Oregon School District Conducts Radon Testing

Because radon—a naturally occurring radioactive gas—is odorless and tasteless, many people don’t suspect its presence. Shockingly, two-thirds of all homes in the United States exceed the target level of radon of 0.4 pCi/L. According to the Environmental Protection Agency (EPA), radon is the number one cause of lung cancer in non-smokers. 

In 2015, Oregon state passed House Bill 2931, requiring all school districts to test for radon and report their findings to the Oregon Health Authority (OHA). In light of this bill, an Oregon school district sought out G2’s radon testing services for their schools and associated facilities. 

The testing protocols used for this client were based on OHA’s guidelines for Oregon schools. G2 chose the short-term activated charcoal absorption test, a test that OHA states is “quick and easy to use and is practical for screening purposes over a short period of time.” 

G2 placed the short-term activated absorption test devices on interior walls at least three feet from doorways, hallways, windows, exterior walls, and heating or air conditioning vents. Once they were collected, the results were sent to market-leading laboratories for sample analysis.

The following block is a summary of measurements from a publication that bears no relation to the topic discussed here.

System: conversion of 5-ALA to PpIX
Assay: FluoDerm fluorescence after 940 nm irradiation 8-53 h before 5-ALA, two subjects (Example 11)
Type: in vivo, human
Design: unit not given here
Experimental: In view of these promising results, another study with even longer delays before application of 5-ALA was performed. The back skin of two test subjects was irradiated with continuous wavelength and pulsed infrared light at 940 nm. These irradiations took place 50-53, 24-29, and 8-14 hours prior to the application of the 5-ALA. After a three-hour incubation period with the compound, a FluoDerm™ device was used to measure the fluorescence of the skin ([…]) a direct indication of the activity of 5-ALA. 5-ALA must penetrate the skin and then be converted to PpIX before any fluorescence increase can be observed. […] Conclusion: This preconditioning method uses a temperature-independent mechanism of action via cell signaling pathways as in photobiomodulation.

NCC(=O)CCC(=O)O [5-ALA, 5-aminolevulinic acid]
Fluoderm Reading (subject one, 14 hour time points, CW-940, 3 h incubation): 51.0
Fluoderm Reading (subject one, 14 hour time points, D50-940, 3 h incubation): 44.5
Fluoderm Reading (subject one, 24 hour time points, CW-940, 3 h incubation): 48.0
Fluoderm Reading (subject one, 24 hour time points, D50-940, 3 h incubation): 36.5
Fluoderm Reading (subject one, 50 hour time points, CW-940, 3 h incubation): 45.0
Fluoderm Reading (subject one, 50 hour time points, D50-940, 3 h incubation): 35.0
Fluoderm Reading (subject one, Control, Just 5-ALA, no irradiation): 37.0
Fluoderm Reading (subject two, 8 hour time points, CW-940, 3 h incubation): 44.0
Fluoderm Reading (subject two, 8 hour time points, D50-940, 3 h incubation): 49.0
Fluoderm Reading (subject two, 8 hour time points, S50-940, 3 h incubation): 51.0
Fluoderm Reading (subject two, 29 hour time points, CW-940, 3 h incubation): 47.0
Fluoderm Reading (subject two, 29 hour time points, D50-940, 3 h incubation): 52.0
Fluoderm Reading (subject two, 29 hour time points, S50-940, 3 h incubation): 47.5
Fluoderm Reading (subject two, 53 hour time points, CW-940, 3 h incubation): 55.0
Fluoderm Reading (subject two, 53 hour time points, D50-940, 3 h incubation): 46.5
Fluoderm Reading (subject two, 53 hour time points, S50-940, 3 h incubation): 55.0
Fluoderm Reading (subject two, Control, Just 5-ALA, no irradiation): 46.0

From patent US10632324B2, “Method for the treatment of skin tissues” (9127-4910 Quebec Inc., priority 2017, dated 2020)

The first round of testing found areas throughout the district that exceeded the EPA action level of 4.0 pCi/L, which prompted G2 to provide the client with various mitigation options, schedule retesting at the beginning of the next school year, and create a long term radon sampling plan. 

Confined spaces like schools expose people to much higher concentrations of radon. Many school buildings that have undergone radon testing have reported higher-than-normal levels in both classrooms and drinking water. Radon can have a big impact on indoor air quality and the health of families, students, and employees. The only way to know the level of exposure in any given setting is to have radon testing done by a professional. 

Read the case study to learn the multi-layered approach G2 designed for the Oregon school district once receiving the conclusive results.